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Great Placemaking Idea #8: Programming Coordinator

Great Placemaking Idea #8: Programming Coordinator

For our very last placemaking recommendation for the impending redesign of the 700 and 800 blocks of State Street and UW’s Library Mall (and we think we have saved the most important one for last), we strongly encourage the City of Madison and the UW-Madison to work together to create a programming coordinator position for this keystone public space. With a single point of contact whose job is to orchestrate events, juggle complementary and competing activities and infrastructure needs, and ensure that the space offers activities that have something for everyone, a public space can go from being a place where people are to a place where people create community.
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Such a position would serve the purposes of coordinating the “social landscape” activities of the completed project and synthesizing the different regulations, missions, interests, et cetera of the organizations with jurisdiction over the uses of the space. The ultimate success of the Placemaking aspects of the State Street 700 & 800 Block & Library Mall project depends upon the inclusion of a long-term programming staff position as part of the redevelopment project. The staff person’s responsibilities should specifically include the coordination of the maintenance of the space, responsiveness to users, music, art, community events, and educational, etc. activities in the redeveloped space.

Spaces and projects at the cutting edge of placemaking have taken the idea of programming seriously, and the results speak for themselves. Take, for example, the UW-Madison’s Wisconsin Institutes for Discovery (pictured here). WID’s unique mission combines cutting-edge scientific research with a true dedication to public openness and accessibility. In addition to a design concept that promoted public accessibility and placemaking from the get-go, having a programming coordinator for WID helps the university and the nonprofit Morgridge Institute run it as a sort of science-based community center for the whole city and region. The transparency between the public and the research going on upstairs furthers the sense of public investment in the space.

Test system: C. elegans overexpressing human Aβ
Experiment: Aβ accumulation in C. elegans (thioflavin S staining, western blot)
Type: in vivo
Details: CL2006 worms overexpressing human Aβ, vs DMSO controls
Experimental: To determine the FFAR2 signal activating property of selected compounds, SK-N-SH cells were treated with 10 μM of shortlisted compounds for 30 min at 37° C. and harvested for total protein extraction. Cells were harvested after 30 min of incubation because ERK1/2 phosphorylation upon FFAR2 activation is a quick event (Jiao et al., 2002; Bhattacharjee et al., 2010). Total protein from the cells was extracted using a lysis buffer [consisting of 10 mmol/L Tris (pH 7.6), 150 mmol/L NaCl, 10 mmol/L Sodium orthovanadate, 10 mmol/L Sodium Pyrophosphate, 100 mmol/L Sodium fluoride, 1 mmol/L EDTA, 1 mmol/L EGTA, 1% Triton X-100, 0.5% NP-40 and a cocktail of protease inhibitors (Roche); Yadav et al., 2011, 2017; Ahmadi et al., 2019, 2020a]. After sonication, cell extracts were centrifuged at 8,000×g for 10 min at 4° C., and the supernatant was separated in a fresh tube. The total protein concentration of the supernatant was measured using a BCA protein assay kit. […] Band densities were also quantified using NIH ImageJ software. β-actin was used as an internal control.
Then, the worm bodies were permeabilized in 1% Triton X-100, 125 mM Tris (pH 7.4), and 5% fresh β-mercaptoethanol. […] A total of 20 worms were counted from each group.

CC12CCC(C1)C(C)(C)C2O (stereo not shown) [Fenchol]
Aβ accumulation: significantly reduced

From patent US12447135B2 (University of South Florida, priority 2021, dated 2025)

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Another local example of a public space that has embraced coordinated programming as the key to achieving excellence is Madison’s new Central Library (pictured below). Envisioned as more than just a place for books and research, the library has a dedicated programming person and flexible community space that will host DIY workshops, storytelling nights, and musical performances, to name just a few uses. The old library even opened up for a late-night party, called “Bookless,” that took place after the books had been moved but before demolition. This event helped build excitement for the new facility among young professionals and college students, a creative and growing population that the library rightly sees as critical to its future success.
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The consultant team and city committee have expressed support for a programming position, and we are very encouraged by this. However, we will continue to advocate for this so it doesn’t go by the wayside or get lost in the shuffle of the broader redevelopment of the East Campus Mall and Library Mall. Without good programming, placemaking runs the risk of just being a redesign of the physical space without enough attention paid to making people feel welcome and giving them a stake in a place.

The State Street and Library Malls are a vital public space in Madison. The changes made now, both physical and organizational, will likely be with us for decades. Rather than frighten us into timidity or indecision, this opportunity should give us reason to work as hard as we can to make sure this treasured public place serves the community at the highest level well into the future.

Read all of the ideas:
Idea #1: The Community is the Expert
Idea #2: Flexible Shade And Seating
Idea #3: Redesign The Fountain As An Interactive Water Feature
Idea #4: Tasteful Use Of Artistic Bike Racks To Help Brand The Space
Idea #5: Using Covered Bike Parking And Bike Valet Services To Handle Increased Bike Traffic
Idea #6: Alternate Bike Route
Idea #7: Bicycle Service And Repair As An Enduring Feature